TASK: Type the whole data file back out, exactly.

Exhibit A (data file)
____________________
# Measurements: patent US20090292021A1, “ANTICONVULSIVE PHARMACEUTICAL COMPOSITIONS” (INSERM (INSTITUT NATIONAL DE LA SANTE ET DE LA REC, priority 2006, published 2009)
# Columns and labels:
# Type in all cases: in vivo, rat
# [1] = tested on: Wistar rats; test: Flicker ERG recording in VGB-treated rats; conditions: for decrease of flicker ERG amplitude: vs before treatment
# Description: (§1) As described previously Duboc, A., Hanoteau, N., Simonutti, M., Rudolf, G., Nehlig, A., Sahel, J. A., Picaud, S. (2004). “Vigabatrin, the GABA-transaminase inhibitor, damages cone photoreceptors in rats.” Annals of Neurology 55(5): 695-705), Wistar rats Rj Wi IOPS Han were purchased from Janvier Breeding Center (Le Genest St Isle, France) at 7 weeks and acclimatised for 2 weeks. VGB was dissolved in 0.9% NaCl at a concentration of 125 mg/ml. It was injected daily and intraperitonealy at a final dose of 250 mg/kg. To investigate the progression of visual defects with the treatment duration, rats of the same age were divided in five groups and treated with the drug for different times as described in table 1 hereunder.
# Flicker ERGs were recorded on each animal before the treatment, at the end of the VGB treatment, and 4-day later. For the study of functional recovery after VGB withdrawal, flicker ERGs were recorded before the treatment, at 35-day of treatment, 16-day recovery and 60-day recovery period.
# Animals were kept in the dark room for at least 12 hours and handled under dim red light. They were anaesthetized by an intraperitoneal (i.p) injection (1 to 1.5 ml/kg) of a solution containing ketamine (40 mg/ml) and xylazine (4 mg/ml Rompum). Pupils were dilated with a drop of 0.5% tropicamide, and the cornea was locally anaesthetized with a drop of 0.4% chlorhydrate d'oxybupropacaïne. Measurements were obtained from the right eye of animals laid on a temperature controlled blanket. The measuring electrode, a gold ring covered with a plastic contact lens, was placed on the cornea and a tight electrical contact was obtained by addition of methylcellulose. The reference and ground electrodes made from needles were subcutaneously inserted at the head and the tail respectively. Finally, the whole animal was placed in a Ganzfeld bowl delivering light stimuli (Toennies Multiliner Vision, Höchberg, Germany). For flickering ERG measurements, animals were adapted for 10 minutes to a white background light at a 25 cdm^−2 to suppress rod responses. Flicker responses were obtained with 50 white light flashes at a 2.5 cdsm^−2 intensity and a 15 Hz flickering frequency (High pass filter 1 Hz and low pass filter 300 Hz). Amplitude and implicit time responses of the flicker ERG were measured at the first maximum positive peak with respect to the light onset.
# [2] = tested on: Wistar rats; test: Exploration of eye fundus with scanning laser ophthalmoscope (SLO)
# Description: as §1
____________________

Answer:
# Measurements: patent US20090292021A1, “ANTICONVULSIVE PHARMACEUTICAL COMPOSITIONS” (INSERM (INSTITUT NATIONAL DE LA SANTE ET DE LA REC, priority 2006, published 2009)
# Columns and labels:
# Type in all cases: in vivo, rat
# [1] = tested on: Wistar rats; test: Flicker ERG recording in VGB-treated rats; conditions: for decrease of flicker ERG amplitude: vs before treatment
# Description: (§1) As described previously Duboc, A., Hanoteau, N., Simonutti, M., Rudolf, G., Nehlig, A., Sahel, J. A., Picaud, S. (2004). “Vigabatrin, the GABA-transaminase inhibitor, damages cone photoreceptors in rats.” Annals of Neurology 55(5): 695-705), Wistar rats Rj Wi IOPS Han were purchased from Janvier Breeding Center (Le Genest St Isle, France) at 7 weeks and acclimatised for 2 weeks. VGB was dissolved in 0.9% NaCl at a concentration of 125 mg/ml. It was injected daily and intraperitonealy at a final dose of 250 mg/kg. To investigate the progression of visual defects with the treatment duration, rats of the same age were divided in five groups and treated with the drug for different times as described in table 1 hereunder.
# Flicker ERGs were recorded on each animal before the treatment, at the end of the VGB treatment, and 4-day later. For the study of functional recovery after VGB withdrawal, flicker ERGs were recorded before the treatment, at 35-day of treatment, 16-day recovery and 60-day recovery period.
# Animals were kept in the dark room for at least 12 hours and handled under dim red light. They were anaesthetized by an intraperitoneal (i.p) injection (1 to 1.5 ml/kg) of a solution containing ketamine (40 mg/ml) and xylazine (4 mg/ml Rompum). Pupils were dilated with a drop of 0.5% tropicamide, and the cornea was locally anaesthetized with a drop of 0.4% chlorhydrate d'oxybupropacaïne. Measurements were obtained from the right eye of animals laid on a temperature controlled blanket. The measuring electrode, a gold ring covered with a plastic contact lens, was placed on the cornea and a tight electrical contact was obtained by addition of methylcellulose. The reference and ground electrodes made from needles were subcutaneously inserted at the head and the tail respectively. Finally, the whole animal was placed in a Ganzfeld bowl delivering light stimuli (Toennies Multiliner Vision, Höchberg, Germany). For flickering ERG measurements, animals were adapted for 10 minutes to a white background light at a 25 cdm^−2 to suppress rod responses. Flicker responses were obtained with 50 white light flashes at a 2.5 cdsm^−2 intensity and a 15 Hz flickering frequency (High pass filter 1 Hz and low pass filter 300 Hz). Amplitude and implicit time responses of the flicker ERG were measured at the first maximum positive peak with respect to the light onset.
# [2] = tested on: Wistar rats; test: Exploration of eye fundus with scanning laser ophthalmoscope (SLO)
# Description: as §1